Vignette experiments have generally been used to study the recruitment preferences of employers, for instance, with regard to the long-term unemployed (e.g. Van Belle et al. 2018), people with disabilities (Nota et al. 2014), youth unemployment (Hyggen 2017), gender discrimination (Kübler, Schmid & Stüber 2018), ethnic minorities and refugees. Auer et al. (2019) used a vignette experiment among Swiss employers to explore ethnic discrimination in high-skilled and low-skilled jobs. The authors found that jobseekers with an immigrant background are more disadvantaged in high-skilled jobs than in low-skilled jobs. In the same context, Fossati et al. (2017) explored the hiring preferences of Swiss human resource managers using a factorial survey experiment. They found that second-generation job applicants with Turkish or Polish parents are evaluated less positively than Swiss and Spanish job applicants.
Field experiments, also known as correspondence experiments, measure the actual behaviour of employers by sending out fictitious job applications to real job openings. The name of the fictitious job applicant (or other characteristics) was randomised and call-back rates for job interviews were subsequently compared. The majority of these studies found evidence of ethnic discrimination (Blommaert, Coenders & van Tubergen 2014; Carlsson & Rooth 2007; Midtbøen 2016). Zschirnt and Ruedin (2016) conducted a statistical meta-analysis of (almost) all correspondence tests (field experiments) from 1990 to 2005, examining the discrimination rates across OECD countries and across studies. They found that minority job applicants must send 50% more applications than majority groups to receive a call back for a job interview. In a meta-analysis of 97 field experiments, Quillian et al. (2019) explored whether discrimination is more prevalent in some countries than others and whether some groups are more discriminated than others. Most importantly, they found that white immigrant groups are less discriminated than other immigrant groups. In a similar vein, a cross-national field experiment (the GEMM study) examined differences in discrimination rates between Germany, Norway, the Netherlands, Spain, the United Kingdom and the United States (Lancee 2019). The author found that ethnic minorities have a lower chance to be invited to an interview than the majority population, and Germany has the lowest discrimination levels. A Canadian field experiment examined whether there are differences between the call-back rates of small and large firms (Banerjee, Reitz & Oreopoulos 2018). The authors found that call-back rates are lower for Asian applicants in small, medium and large firms, but the differences are not as pronounced in large firms, indicating that large firms may discriminate to a lesser degree.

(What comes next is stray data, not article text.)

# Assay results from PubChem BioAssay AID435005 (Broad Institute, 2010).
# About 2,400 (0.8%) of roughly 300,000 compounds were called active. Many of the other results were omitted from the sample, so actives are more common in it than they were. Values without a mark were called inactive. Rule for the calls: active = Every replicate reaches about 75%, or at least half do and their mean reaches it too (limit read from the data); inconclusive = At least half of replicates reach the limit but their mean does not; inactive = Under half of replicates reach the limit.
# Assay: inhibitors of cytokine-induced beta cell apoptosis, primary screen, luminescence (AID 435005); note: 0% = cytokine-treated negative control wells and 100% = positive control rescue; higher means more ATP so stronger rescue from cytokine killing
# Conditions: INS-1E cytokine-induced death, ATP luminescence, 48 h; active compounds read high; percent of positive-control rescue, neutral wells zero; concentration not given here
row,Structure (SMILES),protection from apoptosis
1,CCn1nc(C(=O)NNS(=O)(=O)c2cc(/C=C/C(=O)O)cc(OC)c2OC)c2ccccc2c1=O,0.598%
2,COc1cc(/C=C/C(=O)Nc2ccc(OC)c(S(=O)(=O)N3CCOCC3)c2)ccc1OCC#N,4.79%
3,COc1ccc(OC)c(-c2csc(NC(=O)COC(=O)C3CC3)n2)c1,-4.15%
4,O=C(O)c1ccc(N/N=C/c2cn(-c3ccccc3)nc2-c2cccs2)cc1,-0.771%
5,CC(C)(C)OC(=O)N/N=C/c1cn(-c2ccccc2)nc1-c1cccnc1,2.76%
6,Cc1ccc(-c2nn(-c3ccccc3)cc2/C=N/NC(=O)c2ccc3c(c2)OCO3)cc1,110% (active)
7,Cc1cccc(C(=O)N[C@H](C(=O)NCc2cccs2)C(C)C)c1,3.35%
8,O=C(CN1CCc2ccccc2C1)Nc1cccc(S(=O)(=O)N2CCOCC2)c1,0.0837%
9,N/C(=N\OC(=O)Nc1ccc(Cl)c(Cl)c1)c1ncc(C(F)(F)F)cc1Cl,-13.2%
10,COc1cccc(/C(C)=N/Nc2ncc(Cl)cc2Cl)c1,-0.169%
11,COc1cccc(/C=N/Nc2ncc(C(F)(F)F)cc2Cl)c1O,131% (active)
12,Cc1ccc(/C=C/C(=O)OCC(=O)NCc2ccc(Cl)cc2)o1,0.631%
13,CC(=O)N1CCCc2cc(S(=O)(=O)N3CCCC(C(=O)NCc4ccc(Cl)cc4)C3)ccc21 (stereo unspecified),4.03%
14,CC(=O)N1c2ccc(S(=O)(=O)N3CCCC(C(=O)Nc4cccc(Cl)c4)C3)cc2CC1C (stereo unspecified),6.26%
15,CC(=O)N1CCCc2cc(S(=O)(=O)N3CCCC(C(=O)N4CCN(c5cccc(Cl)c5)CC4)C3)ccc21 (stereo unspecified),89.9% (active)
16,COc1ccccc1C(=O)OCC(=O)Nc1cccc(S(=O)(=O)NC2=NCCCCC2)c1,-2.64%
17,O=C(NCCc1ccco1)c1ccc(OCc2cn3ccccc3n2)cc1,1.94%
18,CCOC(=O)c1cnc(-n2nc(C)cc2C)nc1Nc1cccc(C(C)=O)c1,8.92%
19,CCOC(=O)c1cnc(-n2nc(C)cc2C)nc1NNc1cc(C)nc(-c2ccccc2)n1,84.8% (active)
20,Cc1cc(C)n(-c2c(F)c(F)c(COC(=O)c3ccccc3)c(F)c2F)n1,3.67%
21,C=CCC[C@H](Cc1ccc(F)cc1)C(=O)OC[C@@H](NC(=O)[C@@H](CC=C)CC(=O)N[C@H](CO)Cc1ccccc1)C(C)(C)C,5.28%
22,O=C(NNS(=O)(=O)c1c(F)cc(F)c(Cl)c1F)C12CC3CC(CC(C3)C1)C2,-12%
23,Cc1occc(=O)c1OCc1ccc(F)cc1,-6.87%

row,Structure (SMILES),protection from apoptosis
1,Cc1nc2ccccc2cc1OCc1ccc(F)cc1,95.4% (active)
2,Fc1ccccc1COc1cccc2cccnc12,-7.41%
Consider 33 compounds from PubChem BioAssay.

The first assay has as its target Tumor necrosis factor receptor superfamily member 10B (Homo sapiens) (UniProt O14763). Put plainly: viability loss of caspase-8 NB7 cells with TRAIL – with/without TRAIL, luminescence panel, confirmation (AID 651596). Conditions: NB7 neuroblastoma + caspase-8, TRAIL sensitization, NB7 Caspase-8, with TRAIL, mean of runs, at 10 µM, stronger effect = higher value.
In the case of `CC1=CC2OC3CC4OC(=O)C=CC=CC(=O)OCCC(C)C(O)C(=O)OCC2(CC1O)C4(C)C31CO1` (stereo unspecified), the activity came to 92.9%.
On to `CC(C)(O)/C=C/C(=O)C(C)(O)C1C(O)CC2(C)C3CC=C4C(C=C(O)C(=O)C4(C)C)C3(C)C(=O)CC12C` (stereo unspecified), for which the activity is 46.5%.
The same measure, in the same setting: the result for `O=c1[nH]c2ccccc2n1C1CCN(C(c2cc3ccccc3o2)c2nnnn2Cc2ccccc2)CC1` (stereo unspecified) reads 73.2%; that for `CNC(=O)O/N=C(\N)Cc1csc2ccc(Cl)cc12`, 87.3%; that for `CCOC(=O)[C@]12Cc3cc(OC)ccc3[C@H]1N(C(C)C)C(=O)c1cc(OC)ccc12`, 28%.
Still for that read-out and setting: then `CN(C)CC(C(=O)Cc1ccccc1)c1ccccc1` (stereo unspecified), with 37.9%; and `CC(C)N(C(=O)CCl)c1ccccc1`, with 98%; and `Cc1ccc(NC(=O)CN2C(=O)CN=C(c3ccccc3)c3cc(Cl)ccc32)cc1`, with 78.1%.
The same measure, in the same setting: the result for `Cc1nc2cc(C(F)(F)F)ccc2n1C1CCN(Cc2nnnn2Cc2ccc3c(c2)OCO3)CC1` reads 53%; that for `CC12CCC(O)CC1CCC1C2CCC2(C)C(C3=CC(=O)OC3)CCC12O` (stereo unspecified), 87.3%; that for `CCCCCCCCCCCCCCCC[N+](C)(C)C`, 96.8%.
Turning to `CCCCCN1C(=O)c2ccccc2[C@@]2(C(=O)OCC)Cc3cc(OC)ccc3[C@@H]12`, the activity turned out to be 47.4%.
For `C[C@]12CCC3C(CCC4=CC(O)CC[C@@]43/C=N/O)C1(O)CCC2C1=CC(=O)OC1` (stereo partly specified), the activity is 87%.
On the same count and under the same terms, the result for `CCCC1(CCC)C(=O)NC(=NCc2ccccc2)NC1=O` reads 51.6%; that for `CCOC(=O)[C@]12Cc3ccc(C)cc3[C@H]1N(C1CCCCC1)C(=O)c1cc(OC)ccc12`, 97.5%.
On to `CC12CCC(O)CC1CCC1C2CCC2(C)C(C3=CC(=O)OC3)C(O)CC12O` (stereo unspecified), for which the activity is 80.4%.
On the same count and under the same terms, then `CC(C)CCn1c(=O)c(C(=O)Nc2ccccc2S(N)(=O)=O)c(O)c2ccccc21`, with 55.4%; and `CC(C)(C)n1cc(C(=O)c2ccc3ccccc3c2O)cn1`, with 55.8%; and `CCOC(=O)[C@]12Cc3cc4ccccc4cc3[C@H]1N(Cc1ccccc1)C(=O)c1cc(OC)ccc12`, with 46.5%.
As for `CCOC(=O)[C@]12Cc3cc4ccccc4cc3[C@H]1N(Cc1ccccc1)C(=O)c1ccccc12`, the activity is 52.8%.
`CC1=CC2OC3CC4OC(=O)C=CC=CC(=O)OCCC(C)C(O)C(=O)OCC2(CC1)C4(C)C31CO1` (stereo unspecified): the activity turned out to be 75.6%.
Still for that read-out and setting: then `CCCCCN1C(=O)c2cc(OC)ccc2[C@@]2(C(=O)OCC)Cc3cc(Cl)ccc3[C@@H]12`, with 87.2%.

In a double-comparative cross-national harmonised field experiment, Di Stasio et al. (2019) investigated whether there is a penalty for migrants originating from countries with Muslim majorities and whether there is an additional religious penalty for signalling Muslim faith in a job application. The authors found evidence of both a distinct ethnic penalty and a religious penalty in three out of five countries. To some extent, jobseekers originating from countries with Muslim majority populations are regarded as ‘Muslim by default’ entailing a disadvantage in the job search.
We managed to find a few Danish field experiments of employer discrimination against ethnic minorities. An older field experiment by Hjarnø and Jensen (1997) found evidence that young people with a migrant background are less likely to be invited to a job interview than young native Danes. Villadsen and Wulff (2018) found evidence that both public- and private-sector employers discriminate in the recruitment process. Guul, Villadsen and Wulff (2019) investigated discrimination in the recruitment process among Danish public schools through a field experiment. They explored whether high-performing schools (in terms of a high grade point average) discriminate less than poorly performing schools. They found that discrimination in public organisations is more likely to take place in poorly performing organisations. Another recent Danish field experiment by Dahl and Krog (2018) explored gender differences in call-back rates between job applicants with a Danish sounding name and a Middle Eastern sounding name. Dahl and Krog found larger differences among males than females but overall, job applicants with a Middle Eastern sounding name have a lower call-back rate than those with a Danish sounding name. Dahl (2019) focused specifically on women. In the experiment, identical CVs and job search applications were sent for real job openings. The control and treatment in the experiment were differences in the CV photos and names of the applicants. Dahl found that female minority women must send 18% more job applications to receive a callback for a job interview compared to Danish women. In addition, Dahl found that minority women wearing a headscarf, signalling Muslim faith, must send 60% more applications than the control group to receive a callback.
The available vignette studies and field experiments indicate that ethnic minority groups, migrants and descendants from certain countries, and job applicants signalling Muslim faith are disadvantaged in the recruitment process. The aforementioned groups are less likely to be invited for job interviews than the majority population and the penalty differs by origin country, job type and company size. We only found a few studies of Denmark, and no studies examining employers’ preferences towards hiring different refugee groups. Our study thus contributes to the existing literature by exploring whether employers are less likely to indicate willingness to recruit refugees and whether their assessments of refugees from different countries differ.